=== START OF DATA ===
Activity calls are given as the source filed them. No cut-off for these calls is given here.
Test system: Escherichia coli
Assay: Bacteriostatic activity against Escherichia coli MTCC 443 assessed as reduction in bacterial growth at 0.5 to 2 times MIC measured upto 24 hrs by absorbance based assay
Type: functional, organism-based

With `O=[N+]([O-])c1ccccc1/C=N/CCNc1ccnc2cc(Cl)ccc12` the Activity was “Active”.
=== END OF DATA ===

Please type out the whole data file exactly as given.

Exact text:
Activity calls are given as the source filed them. No cut-off for these calls is given here.
Test system: Escherichia coli
Assay: Bacteriostatic activity against Escherichia coli MTCC 443 assessed as reduction in bacterial growth at 0.5 to 2 times MIC measured upto 24 hrs by absorbance based assay
Type: functional, organism-based

With `O=[N+]([O-])c1ccccc1/C=N/CCNc1ccnc2cc(Cl)ccc12` the Activity was “Active”.